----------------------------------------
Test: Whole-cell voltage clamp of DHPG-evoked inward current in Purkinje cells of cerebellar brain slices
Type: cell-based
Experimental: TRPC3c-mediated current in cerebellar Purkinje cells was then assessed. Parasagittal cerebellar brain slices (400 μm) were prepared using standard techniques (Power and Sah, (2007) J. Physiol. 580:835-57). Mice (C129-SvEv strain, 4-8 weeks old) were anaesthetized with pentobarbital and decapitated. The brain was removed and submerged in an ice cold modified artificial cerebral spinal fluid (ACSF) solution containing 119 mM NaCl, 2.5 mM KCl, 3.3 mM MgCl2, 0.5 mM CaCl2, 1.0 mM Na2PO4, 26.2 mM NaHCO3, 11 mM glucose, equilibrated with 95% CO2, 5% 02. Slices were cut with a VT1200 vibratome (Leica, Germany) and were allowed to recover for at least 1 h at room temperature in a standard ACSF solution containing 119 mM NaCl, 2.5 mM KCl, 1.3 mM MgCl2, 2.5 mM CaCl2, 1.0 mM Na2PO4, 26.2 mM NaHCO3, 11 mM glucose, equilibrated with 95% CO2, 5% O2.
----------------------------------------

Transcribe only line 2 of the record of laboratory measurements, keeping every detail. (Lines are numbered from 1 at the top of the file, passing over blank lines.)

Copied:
Type: cell-based